Originally created 09/09/06

Statesboro loses its hero

STATESBORO, Ga. - In this college town where Georgia Southern football casts a shadow over virtually everything that goes on, Erk Russell was more than a coach.

That was evident Friday after word of his death quickly spread throughout the city.

The baldheaded, barrel-chested Alabama native who, in the 1980s, turned a dormant football program here into a perennial national champion, died Friday morning after suffering a possible stroke in his car. He was 80.

He was remembered for his impact on Georgia Southern and Statesboro. Some said Russell, more than any other individual, symbolized his university and his adopted hometown.

"He was our damn Statue of Liberty," said former university administrator Ric Mandes, who helped recruit Russell to the school.

The town seemed to change almost as soon as Russell announced he was leaving Georgia's successful program for small Georgia Southern, Mandes said.

The numbers back him up. Georgia Southern - formerly Georgia Teachers College - had about 6,600 students in fall 1981, when Russell left a national championship team at Georgia.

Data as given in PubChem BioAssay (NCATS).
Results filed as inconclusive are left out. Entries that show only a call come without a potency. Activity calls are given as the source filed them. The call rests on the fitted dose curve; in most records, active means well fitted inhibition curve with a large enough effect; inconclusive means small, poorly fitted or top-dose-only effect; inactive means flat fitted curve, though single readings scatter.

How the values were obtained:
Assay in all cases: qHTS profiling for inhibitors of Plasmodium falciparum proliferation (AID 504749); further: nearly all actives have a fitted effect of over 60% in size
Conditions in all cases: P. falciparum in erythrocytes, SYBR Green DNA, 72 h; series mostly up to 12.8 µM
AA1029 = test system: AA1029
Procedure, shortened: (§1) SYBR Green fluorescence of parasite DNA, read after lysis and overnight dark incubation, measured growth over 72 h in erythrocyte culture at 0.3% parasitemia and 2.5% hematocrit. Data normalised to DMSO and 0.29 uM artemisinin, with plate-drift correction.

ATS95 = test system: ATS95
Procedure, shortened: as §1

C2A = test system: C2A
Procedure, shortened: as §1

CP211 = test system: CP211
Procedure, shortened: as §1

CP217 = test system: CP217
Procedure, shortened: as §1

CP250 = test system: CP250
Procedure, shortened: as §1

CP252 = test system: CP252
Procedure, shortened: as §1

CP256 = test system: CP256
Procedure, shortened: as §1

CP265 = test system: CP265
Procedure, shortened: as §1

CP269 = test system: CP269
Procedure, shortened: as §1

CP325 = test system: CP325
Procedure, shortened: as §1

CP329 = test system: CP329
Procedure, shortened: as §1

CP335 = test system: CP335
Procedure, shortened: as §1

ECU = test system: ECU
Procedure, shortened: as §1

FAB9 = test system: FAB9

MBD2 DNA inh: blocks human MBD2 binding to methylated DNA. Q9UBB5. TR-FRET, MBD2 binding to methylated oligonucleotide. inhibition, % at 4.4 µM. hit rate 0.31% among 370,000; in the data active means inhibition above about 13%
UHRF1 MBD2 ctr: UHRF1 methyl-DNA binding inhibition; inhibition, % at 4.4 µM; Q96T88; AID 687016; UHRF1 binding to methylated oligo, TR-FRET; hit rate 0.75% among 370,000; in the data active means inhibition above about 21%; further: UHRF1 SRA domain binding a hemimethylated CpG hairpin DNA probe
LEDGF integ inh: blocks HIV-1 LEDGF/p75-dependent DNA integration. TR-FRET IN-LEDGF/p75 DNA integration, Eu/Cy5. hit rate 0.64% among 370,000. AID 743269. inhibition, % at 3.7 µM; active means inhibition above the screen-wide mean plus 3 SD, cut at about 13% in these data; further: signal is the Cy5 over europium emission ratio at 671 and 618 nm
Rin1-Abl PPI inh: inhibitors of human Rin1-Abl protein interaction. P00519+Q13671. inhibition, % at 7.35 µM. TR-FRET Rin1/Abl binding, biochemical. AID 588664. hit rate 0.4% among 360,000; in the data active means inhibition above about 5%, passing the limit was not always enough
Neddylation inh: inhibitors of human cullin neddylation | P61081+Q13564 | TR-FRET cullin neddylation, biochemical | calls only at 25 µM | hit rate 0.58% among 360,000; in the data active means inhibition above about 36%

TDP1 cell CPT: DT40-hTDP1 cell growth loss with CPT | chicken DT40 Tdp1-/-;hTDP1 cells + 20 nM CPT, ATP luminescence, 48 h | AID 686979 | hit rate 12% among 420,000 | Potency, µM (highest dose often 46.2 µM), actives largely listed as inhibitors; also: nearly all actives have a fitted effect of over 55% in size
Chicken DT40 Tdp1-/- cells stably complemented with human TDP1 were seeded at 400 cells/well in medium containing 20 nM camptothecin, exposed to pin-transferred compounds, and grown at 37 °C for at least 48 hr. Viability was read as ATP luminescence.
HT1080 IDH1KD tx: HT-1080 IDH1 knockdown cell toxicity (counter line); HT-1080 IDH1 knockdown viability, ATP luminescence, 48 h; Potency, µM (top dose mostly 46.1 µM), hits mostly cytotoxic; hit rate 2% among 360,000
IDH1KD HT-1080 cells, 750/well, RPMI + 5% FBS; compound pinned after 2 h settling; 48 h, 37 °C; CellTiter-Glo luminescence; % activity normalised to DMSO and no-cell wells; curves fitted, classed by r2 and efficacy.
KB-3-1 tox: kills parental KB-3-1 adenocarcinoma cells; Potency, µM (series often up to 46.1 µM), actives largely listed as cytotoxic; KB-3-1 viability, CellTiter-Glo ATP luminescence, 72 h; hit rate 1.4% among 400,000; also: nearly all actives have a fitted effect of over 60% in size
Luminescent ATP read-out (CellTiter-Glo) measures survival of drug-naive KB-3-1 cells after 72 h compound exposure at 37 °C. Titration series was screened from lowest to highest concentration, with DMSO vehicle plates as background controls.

In 1989, the year he retired, Southern had more than 11,000 students. Today, it has a projected enrollment this fall of 16,850.

"This tidal wave of growth we've seen is a direct result of Erk Russell standing up and saying, 'Folks, I'm turning in red and black for blue and white,' " said Mandes, referring to the two schools' colors.

The school began generating interest from students in larger cities who before would have only considered going to Georgia or Georgia Tech.

"He is truly an icon in our community and he'll be sorely missed," Statesboro Mayor Bill Hatcher said. "When you hear his name, you think of Statesboro and you think of Georgia Southern."

For all the praise about his role in growing Statesboro and the university, Russell was an incredibly humble man, said Bruce Yawn, an offensive lineman at Georgia when Russell was defensive coach there.

"He would be embarrassed about people even thinking that," Yawn said. "To me, that's what made him the man he was."


Georgia's 1980 champion season:

"When you beat everybody, people say you were lucky, Well I'd rather be lucky than good."

Herschel Walker in 1980:

"Coach (Vince) Dooley said he thought Herschel would be ready for varsity competition by the fifth game. After he had been in Athens a few weeks it wasn't hard to tell he was the best runner I had ever seen."

His first news conference at Georgia Southern in 1981, when athletic director Bucky Wagner had to run out and get a football:

"We've come a long way since then," he told The Augusta Chronicle. "We now have a bag full of footballs."











*Won Division I-AA title

Source: Georgia Southern


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